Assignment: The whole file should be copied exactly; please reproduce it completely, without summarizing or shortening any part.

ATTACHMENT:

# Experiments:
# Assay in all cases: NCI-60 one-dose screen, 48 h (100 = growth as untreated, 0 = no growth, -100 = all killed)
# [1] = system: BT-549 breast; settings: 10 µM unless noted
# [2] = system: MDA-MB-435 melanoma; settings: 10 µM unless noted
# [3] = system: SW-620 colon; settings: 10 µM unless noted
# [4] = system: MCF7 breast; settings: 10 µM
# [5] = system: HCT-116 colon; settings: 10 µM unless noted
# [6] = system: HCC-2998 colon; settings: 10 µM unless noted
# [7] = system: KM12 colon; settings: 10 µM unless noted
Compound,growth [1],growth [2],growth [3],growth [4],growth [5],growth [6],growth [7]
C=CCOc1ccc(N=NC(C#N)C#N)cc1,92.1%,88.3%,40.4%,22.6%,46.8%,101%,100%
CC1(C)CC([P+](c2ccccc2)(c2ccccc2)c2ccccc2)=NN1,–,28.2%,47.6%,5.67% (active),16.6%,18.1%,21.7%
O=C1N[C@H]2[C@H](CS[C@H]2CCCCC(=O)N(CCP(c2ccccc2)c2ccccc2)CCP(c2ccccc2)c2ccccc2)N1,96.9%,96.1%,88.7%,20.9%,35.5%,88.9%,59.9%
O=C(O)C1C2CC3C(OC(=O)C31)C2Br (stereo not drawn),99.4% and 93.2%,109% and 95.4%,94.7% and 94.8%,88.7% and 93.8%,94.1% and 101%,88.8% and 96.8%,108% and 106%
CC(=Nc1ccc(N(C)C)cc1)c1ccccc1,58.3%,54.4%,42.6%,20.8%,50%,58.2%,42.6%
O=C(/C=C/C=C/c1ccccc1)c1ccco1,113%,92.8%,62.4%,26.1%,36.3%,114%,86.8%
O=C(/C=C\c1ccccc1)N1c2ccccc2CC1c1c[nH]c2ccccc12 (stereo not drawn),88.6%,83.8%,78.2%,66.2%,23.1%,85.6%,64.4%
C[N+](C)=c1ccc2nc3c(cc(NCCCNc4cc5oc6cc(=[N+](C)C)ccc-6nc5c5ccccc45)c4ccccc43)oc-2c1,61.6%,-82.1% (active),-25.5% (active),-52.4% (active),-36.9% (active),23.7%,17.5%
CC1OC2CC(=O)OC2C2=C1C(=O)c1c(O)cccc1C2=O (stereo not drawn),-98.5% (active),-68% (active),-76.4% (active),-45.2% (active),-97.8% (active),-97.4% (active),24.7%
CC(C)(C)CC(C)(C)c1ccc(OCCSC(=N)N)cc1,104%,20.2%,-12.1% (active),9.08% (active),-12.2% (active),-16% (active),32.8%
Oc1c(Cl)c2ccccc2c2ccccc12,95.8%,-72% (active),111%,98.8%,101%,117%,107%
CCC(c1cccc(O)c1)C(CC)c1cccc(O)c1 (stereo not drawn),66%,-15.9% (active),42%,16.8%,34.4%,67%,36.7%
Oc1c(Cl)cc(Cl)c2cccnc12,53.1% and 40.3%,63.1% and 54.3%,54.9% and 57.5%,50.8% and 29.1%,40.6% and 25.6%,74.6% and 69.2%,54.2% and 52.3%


# Experiments:
# Assay in all cases: NCI-60 one-dose screen, 48 h (100 = growth as untreated, 0 = no growth, -100 = all killed)
# [1] = system: BT-549 breast; settings: 10 µM unless noted
# [2] = system: MDA-MB-435 melanoma; settings: 10 µM unless noted
# [3] = system: SW-620 colon; settings: 10 µM unless noted
# [4] = system: MCF7 breast; settings: 10 µM
# [5] = system: HCT-116 colon; settings: 10 µM unless noted
# [6] = system: HCC-2998 colon; settings: 10 µM unless noted
# [7] = system: KM12 colon; settings: 10 µM unless noted
Compound,growth [1],growth [2],growth [3],growth [4],growth [5],growth [6],growth [7]
C=CCOc1ccc(N=NC(C#N)C#N)cc1,92.1%,88.3%,40.4%,22.6%,46.8%,101%,100%
CC1(C)CC([P+](c2ccccc2)(c2ccccc2)c2ccccc2)=NN1,–,28.2%,47.6%,5.67% (active),16.6%,18.1%,21.7%
O=C1N[C@H]2[C@H](CS[C@H]2CCCCC(=O)N(CCP(c2ccccc2)c2ccccc2)CCP(c2ccccc2)c2ccccc2)N1,96.9%,96.1%,88.7%,20.9%,35.5%,88.9%,59.9%
O=C(O)C1C2CC3C(OC(=O)C31)C2Br (stereo not drawn),99.4% and 93.2%,109% and 95.4%,94.7% and 94.8%,88.7% and 93.8%,94.1% and 101%,88.8% and 96.8%,108% and 106%
CC(=Nc1ccc(N(C)C)cc1)c1ccccc1,58.3%,54.4%,42.6%,20.8%,50%,58.2%,42.6%
O=C(/C=C/C=C/c1ccccc1)c1ccco1,113%,92.8%,62.4%,26.1%,36.3%,114%,86.8%
O=C(/C=C\c1ccccc1)N1c2ccccc2CC1c1c[nH]c2ccccc12 (stereo not drawn),88.6%,83.8%,78.2%,66.2%,23.1%,85.6%,64.4%
C[N+](C)=c1ccc2nc3c(cc(NCCCNc4cc5oc6cc(=[N+](C)C)ccc-6nc5c5ccccc45)c4ccccc43)oc-2c1,61.6%,-82.1% (active),-25.5% (active),-52.4% (active),-36.9% (active),23.7%,17.5%
CC1OC2CC(=O)OC2C2=C1C(=O)c1c(O)cccc1C2=O (stereo not drawn),-98.5% (active),-68% (active),-76.4% (active),-45.2% (active),-97.8% (active),-97.4% (active),24.7%
CC(C)(C)CC(C)(C)c1ccc(OCCSC(=N)N)cc1,104%,20.2%,-12.1% (active),9.08% (active),-12.2% (active),-16% (active),32.8%
Oc1c(Cl)c2ccccc2c2ccccc12,95.8%,-72% (active),111%,98.8%,101%,117%,107%
CCC(c1cccc(O)c1)C(CC)c1cccc(O)c1 (stereo not drawn),66%,-15.9% (active),42%,16.8%,34.4%,67%,36.7%
Oc1c(Cl)cc(Cl)c2cccnc12,53.1% and 40.3%,63.1% and 54.3%,54.9% and 57.5%,50.8% and 29.1%,40.6% and 25.6%,74.6% and 69.2%,54.2% and 52.3%